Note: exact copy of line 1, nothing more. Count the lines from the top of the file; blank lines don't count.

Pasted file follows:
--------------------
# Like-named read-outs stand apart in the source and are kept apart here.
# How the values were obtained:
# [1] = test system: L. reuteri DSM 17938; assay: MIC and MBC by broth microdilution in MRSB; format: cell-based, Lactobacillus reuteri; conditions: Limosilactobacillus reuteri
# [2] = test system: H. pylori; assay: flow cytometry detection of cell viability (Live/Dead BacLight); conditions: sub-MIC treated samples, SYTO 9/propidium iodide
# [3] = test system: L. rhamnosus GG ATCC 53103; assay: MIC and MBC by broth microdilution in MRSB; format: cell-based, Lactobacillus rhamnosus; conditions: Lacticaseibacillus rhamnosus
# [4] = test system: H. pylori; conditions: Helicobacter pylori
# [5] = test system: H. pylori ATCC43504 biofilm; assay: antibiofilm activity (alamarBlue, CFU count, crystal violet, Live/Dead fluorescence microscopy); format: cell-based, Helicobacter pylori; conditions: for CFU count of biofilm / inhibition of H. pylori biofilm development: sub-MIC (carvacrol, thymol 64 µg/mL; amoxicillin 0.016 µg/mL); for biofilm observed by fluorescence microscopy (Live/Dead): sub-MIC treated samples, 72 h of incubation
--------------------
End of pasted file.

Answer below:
# Like-named read-outs stand apart in the source and are kept apart here.